Doyne Farmer is pretty much a genius. And a very engaging speaker. This is a talk he gave a couple of months ago, reviewing ten years of physicists’ work on finance. I saw Farmer speak at one of the first conferences that I went to, on econophysics in Canberra – and he was absolutely captivating. He started out as a physicist, making substantial contributions to the study of chaos and complex systems, and he was one of key people in founding the Sante Fe Institute. More recently, he formed a hedge fund which uses physics-based approaches to investing. The firm has always been pretty cagey about releasing results, but by all accounts he’s done very well in this endeavour as well. In short, he’s well worth listening to.
The talk is from a conference organised by the Perimeter Institute called The Economic Manhatten Project, in which a group of scientists discuss whether or not science might be able to make a significant contribution to the study of finance. The website includes links to talks by Nassim Nicholas Taleb and Nouriel Roubini, two of the few people studying finance to accurately predict the onset of the economic crisis, along with a great panel of scientists including Farmer.
I find the econophysics approach to finance interesting for a few reasons. One is that it is a useful example of how interdisciplinary research can by useful. While many of the economists involved with econophysics think that it still needs to beef up the ‘econo’ part of the research, there have still been some useful results derived from this approach. In particular, the work on power-law scaling in economic systems is based on reasonably robust results, as is that on the fat-tailed nature of financial returns (e.g. the work of Benoit Mandelbrot and Taleb). The approach is fairly innovative. And not just a bit ironic, in that much of the orthodox view of the economy is modelled on early 20th century physics – given that, you’d expect something called ‘econophysics’ to maybe fit a bit better with the orthodox models. In any case, while I’m still skeptical about the ability of science to transform economics, I think this is a very intriguing area of research, and worth looking into.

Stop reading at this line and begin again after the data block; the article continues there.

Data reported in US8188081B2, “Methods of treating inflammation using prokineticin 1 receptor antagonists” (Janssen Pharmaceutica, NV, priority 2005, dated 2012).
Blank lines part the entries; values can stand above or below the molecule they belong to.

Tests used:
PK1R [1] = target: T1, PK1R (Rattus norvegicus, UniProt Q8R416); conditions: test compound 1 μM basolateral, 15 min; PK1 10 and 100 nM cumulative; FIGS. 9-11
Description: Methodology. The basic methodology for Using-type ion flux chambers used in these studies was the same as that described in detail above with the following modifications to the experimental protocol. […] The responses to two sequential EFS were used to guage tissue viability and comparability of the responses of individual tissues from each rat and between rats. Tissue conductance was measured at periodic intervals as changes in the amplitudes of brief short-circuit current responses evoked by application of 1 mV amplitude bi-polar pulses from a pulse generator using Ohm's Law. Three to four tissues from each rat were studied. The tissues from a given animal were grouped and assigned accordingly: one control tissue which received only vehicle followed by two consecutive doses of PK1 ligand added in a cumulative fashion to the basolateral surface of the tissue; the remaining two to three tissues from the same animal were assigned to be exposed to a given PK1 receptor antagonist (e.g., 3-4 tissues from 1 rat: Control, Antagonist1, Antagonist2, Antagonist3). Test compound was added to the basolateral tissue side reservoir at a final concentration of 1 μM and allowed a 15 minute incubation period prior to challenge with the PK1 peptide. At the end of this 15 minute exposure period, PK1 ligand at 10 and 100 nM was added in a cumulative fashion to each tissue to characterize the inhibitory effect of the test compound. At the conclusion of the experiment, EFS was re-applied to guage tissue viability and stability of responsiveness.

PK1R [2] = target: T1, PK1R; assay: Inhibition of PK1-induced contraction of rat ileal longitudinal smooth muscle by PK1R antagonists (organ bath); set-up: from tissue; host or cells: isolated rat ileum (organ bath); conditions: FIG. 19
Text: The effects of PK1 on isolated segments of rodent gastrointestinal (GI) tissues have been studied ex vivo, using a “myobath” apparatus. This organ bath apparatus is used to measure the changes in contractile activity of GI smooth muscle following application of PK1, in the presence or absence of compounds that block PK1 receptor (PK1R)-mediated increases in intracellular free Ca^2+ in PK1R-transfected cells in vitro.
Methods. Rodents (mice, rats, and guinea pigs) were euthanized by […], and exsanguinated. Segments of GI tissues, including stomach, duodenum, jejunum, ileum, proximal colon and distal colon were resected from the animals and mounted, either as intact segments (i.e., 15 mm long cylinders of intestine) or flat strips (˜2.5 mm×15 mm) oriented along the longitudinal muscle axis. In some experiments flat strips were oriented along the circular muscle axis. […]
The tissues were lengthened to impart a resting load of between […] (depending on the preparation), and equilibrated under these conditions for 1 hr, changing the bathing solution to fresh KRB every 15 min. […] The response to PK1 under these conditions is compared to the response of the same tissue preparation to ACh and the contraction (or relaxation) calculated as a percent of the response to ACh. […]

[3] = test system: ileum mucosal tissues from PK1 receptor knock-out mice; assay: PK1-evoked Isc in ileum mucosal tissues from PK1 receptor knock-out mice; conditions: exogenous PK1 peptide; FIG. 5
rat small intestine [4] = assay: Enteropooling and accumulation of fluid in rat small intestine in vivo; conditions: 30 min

I saw a great example of how economic power laws are perpetuated this week at The Louvre. The Louvre pulls in over 20,000 people per day. Why? In large part because it has so many famous works, like the Mona Lisa (above) and Venus de Milo. Even though a lot of those 20,000 people are getting in for free or for something less than the standard 9 euro fee, the Louvre is generating a crazy amount of money each day. Which means that they are much more capable than other museums to go out and acquire works that fit there, which makes the collection even more attractive, which pulls even more people in, and so on. That, in a nutshell, is how we get power-law distributions – when there is some kind of rich-get-richer feedback loop in place. Overall, though, I enjoyed seeing the Louvre as a museum too, not just as a nice example of econophysics in action!